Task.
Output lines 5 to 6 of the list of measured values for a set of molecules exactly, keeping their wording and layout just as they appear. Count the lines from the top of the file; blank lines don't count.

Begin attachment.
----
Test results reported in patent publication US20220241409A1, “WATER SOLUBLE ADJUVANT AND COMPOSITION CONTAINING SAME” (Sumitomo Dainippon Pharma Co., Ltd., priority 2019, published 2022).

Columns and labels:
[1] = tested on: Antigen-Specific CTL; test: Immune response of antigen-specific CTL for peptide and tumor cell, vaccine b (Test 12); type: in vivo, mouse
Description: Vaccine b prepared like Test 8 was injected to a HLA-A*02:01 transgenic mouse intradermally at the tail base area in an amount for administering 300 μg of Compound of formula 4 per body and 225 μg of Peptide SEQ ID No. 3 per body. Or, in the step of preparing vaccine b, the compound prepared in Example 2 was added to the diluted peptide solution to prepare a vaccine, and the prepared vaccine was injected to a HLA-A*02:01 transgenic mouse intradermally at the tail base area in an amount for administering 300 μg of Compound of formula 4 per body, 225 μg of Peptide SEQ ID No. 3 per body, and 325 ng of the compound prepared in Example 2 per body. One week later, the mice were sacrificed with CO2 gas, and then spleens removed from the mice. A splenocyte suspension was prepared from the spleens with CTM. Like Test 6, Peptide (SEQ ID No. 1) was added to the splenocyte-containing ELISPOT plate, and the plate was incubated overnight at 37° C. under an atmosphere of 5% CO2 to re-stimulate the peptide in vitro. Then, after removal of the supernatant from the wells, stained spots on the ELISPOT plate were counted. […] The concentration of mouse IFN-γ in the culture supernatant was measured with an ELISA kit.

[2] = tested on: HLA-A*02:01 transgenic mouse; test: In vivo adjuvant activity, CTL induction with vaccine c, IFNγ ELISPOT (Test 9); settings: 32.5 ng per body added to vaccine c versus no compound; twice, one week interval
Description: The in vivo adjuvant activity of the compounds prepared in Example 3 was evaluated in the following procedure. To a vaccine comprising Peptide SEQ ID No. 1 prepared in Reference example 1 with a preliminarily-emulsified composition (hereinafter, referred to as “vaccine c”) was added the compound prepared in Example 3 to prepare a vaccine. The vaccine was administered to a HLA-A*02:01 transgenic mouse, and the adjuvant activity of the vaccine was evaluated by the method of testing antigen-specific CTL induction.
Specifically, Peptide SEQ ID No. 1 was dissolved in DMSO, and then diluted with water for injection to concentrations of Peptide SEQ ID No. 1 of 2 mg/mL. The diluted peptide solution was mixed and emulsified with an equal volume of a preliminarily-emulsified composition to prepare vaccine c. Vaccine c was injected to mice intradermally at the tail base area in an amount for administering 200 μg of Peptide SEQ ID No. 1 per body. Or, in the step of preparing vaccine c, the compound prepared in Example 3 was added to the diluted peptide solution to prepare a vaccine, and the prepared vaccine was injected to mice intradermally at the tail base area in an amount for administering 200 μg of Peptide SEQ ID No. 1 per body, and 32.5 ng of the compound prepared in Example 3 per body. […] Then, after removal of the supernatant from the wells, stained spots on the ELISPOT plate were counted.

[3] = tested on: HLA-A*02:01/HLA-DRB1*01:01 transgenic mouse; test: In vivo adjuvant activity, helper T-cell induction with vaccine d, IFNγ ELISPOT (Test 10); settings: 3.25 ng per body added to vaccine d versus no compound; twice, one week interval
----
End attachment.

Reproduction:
[2] = tested on: HLA-A*02:01 transgenic mouse; test: In vivo adjuvant activity, CTL induction with vaccine c, IFNγ ELISPOT (Test 9); settings: 32.5 ng per body added to vaccine c versus no compound; twice, one week interval
Description: The in vivo adjuvant activity of the compounds prepared in Example 3 was evaluated in the following procedure. To a vaccine comprising Peptide SEQ ID No. 1 prepared in Reference example 1 with a preliminarily-emulsified composition (hereinafter, referred to as “vaccine c”) was added the compound prepared in Example 3 to prepare a vaccine. The vaccine was administered to a HLA-A*02:01 transgenic mouse, and the adjuvant activity of the vaccine was evaluated by the method of testing antigen-specific CTL induction.